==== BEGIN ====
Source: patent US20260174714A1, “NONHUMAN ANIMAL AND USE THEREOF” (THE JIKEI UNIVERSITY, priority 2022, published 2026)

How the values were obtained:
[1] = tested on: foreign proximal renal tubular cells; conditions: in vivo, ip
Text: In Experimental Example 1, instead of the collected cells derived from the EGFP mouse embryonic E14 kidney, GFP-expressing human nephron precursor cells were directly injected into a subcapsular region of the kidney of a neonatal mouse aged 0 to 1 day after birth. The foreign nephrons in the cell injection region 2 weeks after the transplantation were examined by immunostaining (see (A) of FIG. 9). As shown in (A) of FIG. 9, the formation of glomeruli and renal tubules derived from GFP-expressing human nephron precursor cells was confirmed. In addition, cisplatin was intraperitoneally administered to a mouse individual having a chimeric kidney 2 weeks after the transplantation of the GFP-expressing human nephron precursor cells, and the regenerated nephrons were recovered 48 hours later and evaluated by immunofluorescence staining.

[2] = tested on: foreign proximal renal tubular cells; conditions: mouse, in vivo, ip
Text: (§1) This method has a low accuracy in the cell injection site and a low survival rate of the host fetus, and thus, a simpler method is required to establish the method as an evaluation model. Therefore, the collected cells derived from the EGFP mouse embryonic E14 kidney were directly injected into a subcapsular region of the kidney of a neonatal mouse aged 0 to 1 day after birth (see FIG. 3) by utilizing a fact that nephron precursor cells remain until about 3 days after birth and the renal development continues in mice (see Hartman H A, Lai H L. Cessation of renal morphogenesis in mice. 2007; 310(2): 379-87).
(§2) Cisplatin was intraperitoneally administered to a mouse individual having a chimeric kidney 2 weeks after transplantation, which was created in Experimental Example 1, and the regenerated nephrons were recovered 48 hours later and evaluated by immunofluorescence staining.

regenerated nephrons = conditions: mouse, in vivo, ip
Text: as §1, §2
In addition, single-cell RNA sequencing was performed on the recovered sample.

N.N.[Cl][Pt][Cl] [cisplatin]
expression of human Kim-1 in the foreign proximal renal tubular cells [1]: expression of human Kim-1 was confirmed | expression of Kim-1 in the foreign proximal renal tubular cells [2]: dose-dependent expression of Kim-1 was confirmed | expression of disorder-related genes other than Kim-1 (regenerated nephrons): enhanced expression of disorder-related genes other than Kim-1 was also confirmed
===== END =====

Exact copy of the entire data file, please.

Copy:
Source: patent US20260174714A1, “NONHUMAN ANIMAL AND USE THEREOF” (THE JIKEI UNIVERSITY, priority 2022, published 2026)

How the values were obtained:
[1] = tested on: foreign proximal renal tubular cells; conditions: in vivo, ip
Text: In Experimental Example 1, instead of the collected cells derived from the EGFP mouse embryonic E14 kidney, GFP-expressing human nephron precursor cells were directly injected into a subcapsular region of the kidney of a neonatal mouse aged 0 to 1 day after birth. The foreign nephrons in the cell injection region 2 weeks after the transplantation were examined by immunostaining (see (A) of FIG. 9). As shown in (A) of FIG. 9, the formation of glomeruli and renal tubules derived from GFP-expressing human nephron precursor cells was confirmed. In addition, cisplatin was intraperitoneally administered to a mouse individual having a chimeric kidney 2 weeks after the transplantation of the GFP-expressing human nephron precursor cells, and the regenerated nephrons were recovered 48 hours later and evaluated by immunofluorescence staining.

[2] = tested on: foreign proximal renal tubular cells; conditions: mouse, in vivo, ip
Text: (§1) This method has a low accuracy in the cell injection site and a low survival rate of the host fetus, and thus, a simpler method is required to establish the method as an evaluation model. Therefore, the collected cells derived from the EGFP mouse embryonic E14 kidney were directly injected into a subcapsular region of the kidney of a neonatal mouse aged 0 to 1 day after birth (see FIG. 3) by utilizing a fact that nephron precursor cells remain until about 3 days after birth and the renal development continues in mice (see Hartman H A, Lai H L. Cessation of renal morphogenesis in mice. 2007; 310(2): 379-87).
(§2) Cisplatin was intraperitoneally administered to a mouse individual having a chimeric kidney 2 weeks after transplantation, which was created in Experimental Example 1, and the regenerated nephrons were recovered 48 hours later and evaluated by immunofluorescence staining.

regenerated nephrons = conditions: mouse, in vivo, ip
Text: as §1, §2
In addition, single-cell RNA sequencing was performed on the recovered sample.

N.N.[Cl][Pt][Cl] [cisplatin]
expression of human Kim-1 in the foreign proximal renal tubular cells [1]: expression of human Kim-1 was confirmed | expression of Kim-1 in the foreign proximal renal tubular cells [2]: dose-dependent expression of Kim-1 was confirmed | expression of disorder-related genes other than Kim-1 (regenerated nephrons): enhanced expression of disorder-related genes other than Kim-1 was also confirmed